The discs of additional material present Lennon as a musician at work with a clear sense of what he’s after. The demos reveal that most of the songs were substantially complete in their early stages, despite small changes to come. The demo of “Mother” was played on guitar rather than piano, but the drama of its final pleas was already built in. The demo of “God,” another song that moved from guitar to piano, doesn’t yet mention “Yoko and me.” And the solo demos of “Cold Turkey” and an early fragment of “Well Well Well” sound more like vintage rural blues than the electric band versions would.

From the demos, Lennon’s expertise and determination take over. The “Evolution” montages show him consulting and heeding Ono’s advice from the control room; the outtakes show him toning up arrangements, placing piano chords for maximum warmth and impact in “Isolation” and “Remember,” deciding whether to use his fingers or a pick in “Working Class Hero.” (The final choice, using a pick, gives the guitar its tolling gravity.)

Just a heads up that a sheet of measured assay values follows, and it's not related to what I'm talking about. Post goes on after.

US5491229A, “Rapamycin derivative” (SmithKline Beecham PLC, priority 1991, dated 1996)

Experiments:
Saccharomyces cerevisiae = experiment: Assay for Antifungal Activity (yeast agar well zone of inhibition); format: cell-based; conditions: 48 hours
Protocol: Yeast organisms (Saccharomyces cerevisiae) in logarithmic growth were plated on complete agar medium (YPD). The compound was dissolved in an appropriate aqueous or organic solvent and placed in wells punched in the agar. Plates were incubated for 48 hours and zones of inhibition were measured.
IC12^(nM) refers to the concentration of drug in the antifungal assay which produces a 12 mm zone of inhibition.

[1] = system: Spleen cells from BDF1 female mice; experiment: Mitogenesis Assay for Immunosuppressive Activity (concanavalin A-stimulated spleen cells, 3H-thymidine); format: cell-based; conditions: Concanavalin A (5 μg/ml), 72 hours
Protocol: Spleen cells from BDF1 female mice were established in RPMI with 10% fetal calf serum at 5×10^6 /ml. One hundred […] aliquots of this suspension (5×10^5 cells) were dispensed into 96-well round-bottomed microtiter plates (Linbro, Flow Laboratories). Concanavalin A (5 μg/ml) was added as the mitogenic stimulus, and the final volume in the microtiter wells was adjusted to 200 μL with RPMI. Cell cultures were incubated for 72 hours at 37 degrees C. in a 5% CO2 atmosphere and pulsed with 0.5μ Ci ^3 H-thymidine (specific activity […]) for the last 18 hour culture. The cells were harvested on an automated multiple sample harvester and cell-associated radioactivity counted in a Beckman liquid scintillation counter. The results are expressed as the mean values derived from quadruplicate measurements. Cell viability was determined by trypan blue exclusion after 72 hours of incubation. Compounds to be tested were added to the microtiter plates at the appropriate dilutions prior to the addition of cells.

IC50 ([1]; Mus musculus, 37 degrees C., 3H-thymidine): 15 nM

For the singles released before the album, Lennon treated Plastic Ono Band as a name for whatever group he wanted to assemble. “Give Peace a Chance” gathered the bystanders at a 1969 Bed-In, a weeklong anti-war happening-protest in Montreal, including poet Allen Ginsberg and the singing comedian Tommy Smothers; when the basic live recording sounded too thin, a choir was added in the studio. “Cold Turkey” — which ends with Lennon’s increasingly agonized vocals — sounds spontaneous but went through 26 takes, with Lennon and Eric Clapton flinging barbed, feverish electric guitar lines back and forth.

“Instant Karma! (We All Shine On),” a single that leapt out of radio speakers in 1970, was both Lennon at his purest — it was recorded in a single day — and Lennon at his most professional. “I don’t believe in Buddha,” he sang in “God,” but the idea of karma — consequences — clearly appealed to him. As the multiple versions in the boxed set show, the basic shape of the song was complete from its demo, but Spector — an expert on microphone placement, piling on overdubbed instruments, reverberation and effects — gave it an explosive impact, in multiple iterations. The means were technical; the result was heartfelt.